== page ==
Wisconsin towns debate silencing tornado sirens

They're meant to keep you safe during severe weather, but for years cities across Wisconsin have debated getting rid of aging sirens.

They're a part of critical public safety plans in some towns, but non-existent in others. Most people know what a tornado siren means: take cover.

But people in Antigo, Wisconsin won't hear that sound anymore. They're the only town we found in the state not using sirens anymore.

"I think they still serve a vital role, but we're looking towards the future," said Mark Desotell, the city's director of administrative services.

Antigo and the surrounding county started using a website called Everbridge. It allows residents to sign up for weather alerts that go to their phones and social media. All landline phones were automatically enrolled.

Some people were concerned eliminating sirens would leave those who don't sign up or those without cell phones in the dark. But, Antigo officials say they've offered free weather radios to people in need.

"All 20,000 residents in the county have now access to it if they so choose," Desotell said.

The cost to get new sirens to reach only city of Antigo residents would have been up to $65,000. For the online system, the city and Langlade County split a $5,000 set-up fee and an ongoing $7,399 in annual maintenance.

Tod Pritchard with Wisconsin Emergency Management tells the I-Team sirens can be critical.

"They're still a major part of the warning system for many towns, cities, counties all across the state," he said.

But, he adds they have limitations. He said you can only hear sirens within a certain area, and the wind can change where the sound reaches. He said they can be hard to hear inside or when you're sleeping. He also adds sirens let you know something bad is happening, but can't tell you what or where the danger is.

Many sirens first went up in the 1940's at the start of the Cold War. When they weren't warning of a nuclear attack anymore, cities began using them for severe weather. Many we researched hadn't been replaced in 20 to 40 years. The high cost of maintaining and repairing the aging technology can put a strain on city budgets.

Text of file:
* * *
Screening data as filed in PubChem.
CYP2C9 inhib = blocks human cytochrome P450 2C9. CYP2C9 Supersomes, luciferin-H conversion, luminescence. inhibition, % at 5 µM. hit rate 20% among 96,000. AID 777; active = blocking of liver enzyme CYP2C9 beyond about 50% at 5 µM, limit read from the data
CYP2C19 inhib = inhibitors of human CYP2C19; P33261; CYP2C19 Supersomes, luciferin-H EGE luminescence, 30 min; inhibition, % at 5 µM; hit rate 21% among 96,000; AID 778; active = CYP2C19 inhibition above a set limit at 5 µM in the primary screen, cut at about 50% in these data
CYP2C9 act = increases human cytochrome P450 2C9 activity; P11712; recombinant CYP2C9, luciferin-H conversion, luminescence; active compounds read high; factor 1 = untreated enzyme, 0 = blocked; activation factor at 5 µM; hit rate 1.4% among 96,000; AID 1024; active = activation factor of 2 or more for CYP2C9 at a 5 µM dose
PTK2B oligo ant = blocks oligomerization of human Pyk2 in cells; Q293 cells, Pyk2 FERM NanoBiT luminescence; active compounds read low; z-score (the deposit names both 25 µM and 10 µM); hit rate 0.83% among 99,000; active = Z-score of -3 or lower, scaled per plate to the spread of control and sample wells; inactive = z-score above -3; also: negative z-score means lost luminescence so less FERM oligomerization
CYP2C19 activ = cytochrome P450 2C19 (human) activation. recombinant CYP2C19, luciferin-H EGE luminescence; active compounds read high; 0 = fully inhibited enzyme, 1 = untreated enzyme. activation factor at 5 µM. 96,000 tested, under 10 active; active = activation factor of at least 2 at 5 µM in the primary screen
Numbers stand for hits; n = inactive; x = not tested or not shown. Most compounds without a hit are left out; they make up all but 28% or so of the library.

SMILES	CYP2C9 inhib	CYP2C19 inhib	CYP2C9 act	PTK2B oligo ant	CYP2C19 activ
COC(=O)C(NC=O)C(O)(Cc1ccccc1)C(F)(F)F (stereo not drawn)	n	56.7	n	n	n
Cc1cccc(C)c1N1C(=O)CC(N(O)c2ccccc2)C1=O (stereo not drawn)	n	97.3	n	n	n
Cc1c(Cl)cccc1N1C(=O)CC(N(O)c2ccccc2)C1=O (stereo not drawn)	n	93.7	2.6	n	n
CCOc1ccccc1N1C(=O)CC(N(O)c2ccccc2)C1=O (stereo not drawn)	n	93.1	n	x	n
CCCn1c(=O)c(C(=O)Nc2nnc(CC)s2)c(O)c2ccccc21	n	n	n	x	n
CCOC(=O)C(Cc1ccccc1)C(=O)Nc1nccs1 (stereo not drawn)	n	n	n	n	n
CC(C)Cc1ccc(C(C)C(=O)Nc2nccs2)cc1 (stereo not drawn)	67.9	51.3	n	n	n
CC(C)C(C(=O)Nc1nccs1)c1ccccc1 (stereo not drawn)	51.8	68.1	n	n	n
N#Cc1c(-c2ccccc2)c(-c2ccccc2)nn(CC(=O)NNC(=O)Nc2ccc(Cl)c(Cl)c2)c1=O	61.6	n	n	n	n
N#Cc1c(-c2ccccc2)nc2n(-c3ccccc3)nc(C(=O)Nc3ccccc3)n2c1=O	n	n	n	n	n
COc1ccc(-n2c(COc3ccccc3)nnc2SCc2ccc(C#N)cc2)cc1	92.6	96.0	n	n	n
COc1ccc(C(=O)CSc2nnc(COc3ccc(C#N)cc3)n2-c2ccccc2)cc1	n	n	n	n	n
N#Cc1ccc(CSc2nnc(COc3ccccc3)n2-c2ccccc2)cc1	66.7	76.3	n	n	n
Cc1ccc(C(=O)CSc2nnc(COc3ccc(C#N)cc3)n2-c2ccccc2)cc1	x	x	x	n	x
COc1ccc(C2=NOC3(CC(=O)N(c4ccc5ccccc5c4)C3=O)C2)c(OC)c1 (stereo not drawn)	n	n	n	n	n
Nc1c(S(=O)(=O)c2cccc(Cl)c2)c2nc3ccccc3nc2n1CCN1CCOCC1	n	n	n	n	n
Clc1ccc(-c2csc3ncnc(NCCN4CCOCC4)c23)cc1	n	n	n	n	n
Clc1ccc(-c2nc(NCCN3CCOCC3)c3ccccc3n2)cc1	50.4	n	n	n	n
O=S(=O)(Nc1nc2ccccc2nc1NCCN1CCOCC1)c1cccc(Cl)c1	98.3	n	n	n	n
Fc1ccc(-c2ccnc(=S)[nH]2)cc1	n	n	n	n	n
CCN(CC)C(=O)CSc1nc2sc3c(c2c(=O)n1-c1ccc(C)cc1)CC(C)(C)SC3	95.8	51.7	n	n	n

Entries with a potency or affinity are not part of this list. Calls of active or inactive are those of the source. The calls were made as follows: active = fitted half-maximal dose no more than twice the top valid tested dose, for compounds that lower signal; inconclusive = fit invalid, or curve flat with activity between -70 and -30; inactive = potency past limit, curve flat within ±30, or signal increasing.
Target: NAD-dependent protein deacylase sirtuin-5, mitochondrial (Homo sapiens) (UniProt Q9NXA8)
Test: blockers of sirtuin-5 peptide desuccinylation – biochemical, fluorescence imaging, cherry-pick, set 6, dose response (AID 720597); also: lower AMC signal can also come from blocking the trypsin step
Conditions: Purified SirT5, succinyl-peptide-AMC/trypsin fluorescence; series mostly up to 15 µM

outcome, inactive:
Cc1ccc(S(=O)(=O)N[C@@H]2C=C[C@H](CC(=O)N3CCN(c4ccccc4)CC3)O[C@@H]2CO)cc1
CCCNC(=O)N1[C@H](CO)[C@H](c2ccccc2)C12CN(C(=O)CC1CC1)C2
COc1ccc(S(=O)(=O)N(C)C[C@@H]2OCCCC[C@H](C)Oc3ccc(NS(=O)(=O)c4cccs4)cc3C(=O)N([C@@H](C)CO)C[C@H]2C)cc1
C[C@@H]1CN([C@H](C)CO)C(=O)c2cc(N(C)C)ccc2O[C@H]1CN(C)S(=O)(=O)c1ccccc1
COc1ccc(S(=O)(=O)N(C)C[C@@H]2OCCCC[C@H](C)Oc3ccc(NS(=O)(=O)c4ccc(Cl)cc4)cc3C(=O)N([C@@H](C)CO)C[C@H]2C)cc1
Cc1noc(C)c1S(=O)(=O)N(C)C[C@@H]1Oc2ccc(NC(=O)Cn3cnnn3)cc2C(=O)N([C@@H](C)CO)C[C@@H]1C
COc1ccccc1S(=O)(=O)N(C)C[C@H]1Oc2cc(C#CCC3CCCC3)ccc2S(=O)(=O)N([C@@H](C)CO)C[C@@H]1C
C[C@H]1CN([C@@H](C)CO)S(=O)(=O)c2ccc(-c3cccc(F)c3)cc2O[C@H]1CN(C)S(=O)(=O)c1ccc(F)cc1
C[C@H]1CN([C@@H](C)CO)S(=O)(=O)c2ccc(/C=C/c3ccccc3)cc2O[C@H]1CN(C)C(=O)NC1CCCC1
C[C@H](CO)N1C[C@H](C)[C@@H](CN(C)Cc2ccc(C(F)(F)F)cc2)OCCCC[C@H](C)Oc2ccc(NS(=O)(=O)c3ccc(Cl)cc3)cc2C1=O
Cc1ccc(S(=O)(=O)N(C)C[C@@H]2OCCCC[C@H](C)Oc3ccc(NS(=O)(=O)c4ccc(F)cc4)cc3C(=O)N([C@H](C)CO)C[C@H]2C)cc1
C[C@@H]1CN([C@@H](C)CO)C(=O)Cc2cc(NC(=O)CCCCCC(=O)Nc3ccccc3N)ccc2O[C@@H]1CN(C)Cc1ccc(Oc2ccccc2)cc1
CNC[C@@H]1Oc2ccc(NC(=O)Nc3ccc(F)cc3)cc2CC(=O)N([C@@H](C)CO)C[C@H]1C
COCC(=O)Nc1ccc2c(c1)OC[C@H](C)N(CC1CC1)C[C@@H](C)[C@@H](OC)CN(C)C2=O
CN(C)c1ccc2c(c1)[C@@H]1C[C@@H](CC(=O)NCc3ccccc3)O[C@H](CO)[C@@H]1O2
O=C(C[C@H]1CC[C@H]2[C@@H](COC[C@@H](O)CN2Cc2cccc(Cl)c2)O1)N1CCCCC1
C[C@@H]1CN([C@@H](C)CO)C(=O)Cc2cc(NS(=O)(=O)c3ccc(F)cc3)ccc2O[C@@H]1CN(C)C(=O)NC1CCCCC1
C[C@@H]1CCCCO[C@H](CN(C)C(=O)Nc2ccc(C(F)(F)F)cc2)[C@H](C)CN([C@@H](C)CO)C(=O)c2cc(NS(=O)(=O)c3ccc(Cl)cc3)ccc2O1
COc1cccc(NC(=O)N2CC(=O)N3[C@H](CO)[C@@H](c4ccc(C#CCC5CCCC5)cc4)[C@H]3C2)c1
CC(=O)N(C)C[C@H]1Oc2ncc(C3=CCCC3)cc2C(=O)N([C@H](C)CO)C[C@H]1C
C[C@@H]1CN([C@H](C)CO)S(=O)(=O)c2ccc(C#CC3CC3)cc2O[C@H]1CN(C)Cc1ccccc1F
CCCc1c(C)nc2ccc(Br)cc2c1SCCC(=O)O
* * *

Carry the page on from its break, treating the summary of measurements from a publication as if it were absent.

"Obviously it comes down to dollars and cents," said Port Washington City Administrator Mark Grams.

Grams said Port Washington also debated eliminating sirens.

"We do put safety as being very important for those people coming into the city and yes, a lot of people obviously do carry cell phones," he said.

But, the city still decided to replace one of their four sirens to the tune of $22,000. They may replace two more sirens, eliminating one, but still reaching the entire city. Grams said Port Washington gets a lot of visitors over the summer and sending quick warnings is vital, even if new sirens will cost the city at least another $50,000.

"When we go through the budget process, we'll take a look at that," he said.

It's a choice every local community gets to make. The state has no role in regulating sirens.

"I don't think you can have enough ways to warn people," Pritchard, from the state's emergency management, said. He recommends everyone have a weather radio available.

And one warning could save a life. But, Pritchard said it's critical that people listen to those warnings and have a plan in place.

MAKING A PLAN FOR YOUR FAMILY

What do you need to do to keep your family safe? We asked Pritchard how people should prepare. Here are some of his tips.

  • "Listen, act and live. Listen to that warning, whatever source it's coming from, then take action immediately, don't waste time trying to confirm what you already know that there's a danger, that there's a potential tornado or other incident that I need to take action, I need to protect myself and protect my family," he said.
  • Get to the lowest, inner-most spot in your home. "Basement is still the safest place in your home. Getting underneath something is a great idea, like a sturdy table, chair anything like that because the number one reason people are injured in a tornado is because stuff falls on them," Pritchard said. He recommends having pillows, blankets or an old mattress to protect yourself. He said a bicycle helmet and sturdy shoes are great ideas.
  • "Once I hear the weather radio go off, my cell phone goes off there's that 10 seconds where I'm a deer in headlights," Pritchard explained. He said families should start talking about their safety plan in April, to be sure they won't be caught off guard when an emergency does happen.

Learn more about making an emergency plan here.

 

 

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